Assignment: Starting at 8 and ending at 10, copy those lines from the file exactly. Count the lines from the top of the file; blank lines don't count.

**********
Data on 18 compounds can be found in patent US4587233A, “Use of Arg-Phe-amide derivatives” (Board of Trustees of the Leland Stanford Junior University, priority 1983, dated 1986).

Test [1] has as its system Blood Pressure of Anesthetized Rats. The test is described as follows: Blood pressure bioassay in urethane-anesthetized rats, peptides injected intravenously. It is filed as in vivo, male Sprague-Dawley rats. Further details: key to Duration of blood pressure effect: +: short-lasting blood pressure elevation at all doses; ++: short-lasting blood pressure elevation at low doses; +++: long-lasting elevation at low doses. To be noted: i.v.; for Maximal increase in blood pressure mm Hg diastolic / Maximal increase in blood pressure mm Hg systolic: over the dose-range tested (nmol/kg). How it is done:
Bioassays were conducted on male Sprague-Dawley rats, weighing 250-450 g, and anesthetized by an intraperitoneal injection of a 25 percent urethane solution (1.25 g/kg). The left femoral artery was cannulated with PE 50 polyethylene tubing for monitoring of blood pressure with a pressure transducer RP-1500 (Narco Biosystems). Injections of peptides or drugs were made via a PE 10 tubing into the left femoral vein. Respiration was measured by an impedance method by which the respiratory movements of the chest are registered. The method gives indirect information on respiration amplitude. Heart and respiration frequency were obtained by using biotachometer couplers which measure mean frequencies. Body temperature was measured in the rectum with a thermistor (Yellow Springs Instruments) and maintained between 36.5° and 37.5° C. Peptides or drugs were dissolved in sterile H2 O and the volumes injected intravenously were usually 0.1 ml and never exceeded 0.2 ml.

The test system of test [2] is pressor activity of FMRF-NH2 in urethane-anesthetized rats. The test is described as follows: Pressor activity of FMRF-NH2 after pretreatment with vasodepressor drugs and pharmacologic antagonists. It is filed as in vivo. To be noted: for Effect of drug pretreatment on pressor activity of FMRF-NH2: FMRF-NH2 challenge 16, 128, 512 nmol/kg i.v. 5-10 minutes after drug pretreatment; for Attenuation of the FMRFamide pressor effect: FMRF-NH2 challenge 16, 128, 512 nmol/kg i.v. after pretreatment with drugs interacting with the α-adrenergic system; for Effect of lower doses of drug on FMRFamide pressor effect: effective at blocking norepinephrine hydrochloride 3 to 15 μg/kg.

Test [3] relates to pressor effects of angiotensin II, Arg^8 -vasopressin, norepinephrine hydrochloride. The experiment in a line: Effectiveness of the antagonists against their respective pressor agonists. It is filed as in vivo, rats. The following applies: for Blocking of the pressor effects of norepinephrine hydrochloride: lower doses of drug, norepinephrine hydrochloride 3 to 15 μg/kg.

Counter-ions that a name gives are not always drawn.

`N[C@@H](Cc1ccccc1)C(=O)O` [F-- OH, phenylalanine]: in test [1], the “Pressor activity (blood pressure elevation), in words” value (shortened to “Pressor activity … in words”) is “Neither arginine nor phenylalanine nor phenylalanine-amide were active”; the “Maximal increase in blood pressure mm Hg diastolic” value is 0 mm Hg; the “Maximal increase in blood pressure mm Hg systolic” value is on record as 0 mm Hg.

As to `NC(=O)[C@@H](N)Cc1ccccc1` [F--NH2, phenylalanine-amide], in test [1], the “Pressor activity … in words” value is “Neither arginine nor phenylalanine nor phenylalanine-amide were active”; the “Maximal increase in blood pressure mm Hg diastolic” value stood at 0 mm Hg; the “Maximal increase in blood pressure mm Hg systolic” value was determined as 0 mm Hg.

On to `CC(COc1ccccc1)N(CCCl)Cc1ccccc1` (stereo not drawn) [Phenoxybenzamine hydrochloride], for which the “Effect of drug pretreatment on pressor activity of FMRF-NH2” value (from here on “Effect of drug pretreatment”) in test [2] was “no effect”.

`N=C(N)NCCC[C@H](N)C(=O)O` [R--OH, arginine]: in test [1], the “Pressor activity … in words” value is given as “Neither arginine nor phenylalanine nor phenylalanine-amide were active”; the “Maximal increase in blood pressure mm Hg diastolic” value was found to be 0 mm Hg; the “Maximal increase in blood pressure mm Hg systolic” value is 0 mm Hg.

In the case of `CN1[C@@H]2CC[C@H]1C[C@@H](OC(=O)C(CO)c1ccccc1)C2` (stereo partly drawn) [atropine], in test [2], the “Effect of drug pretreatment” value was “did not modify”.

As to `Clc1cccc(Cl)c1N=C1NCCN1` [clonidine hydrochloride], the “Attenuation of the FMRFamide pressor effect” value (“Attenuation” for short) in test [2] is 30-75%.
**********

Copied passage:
As to `NC(=O)[C@@H](N)Cc1ccccc1` [F--NH2, phenylalanine-amide], in test [1], the “Pressor activity … in words” value is “Neither arginine nor phenylalanine nor phenylalanine-amide were active”; the “Maximal increase in blood pressure mm Hg diastolic” value stood at 0 mm Hg; the “Maximal increase in blood pressure mm Hg systolic” value was determined as 0 mm Hg.

On to `CC(COc1ccccc1)N(CCCl)Cc1ccccc1` (stereo not drawn) [Phenoxybenzamine hydrochloride], for which the “Effect of drug pretreatment on pressor activity of FMRF-NH2” value (from here on “Effect of drug pretreatment”) in test [2] was “no effect”.

`N=C(N)NCCC[C@H](N)C(=O)O` [R--OH, arginine]: in test [1], the “Pressor activity … in words” value is given as “Neither arginine nor phenylalanine nor phenylalanine-amide were active”; the “Maximal increase in blood pressure mm Hg diastolic” value was found to be 0 mm Hg; the “Maximal increase in blood pressure mm Hg systolic” value is 0 mm Hg.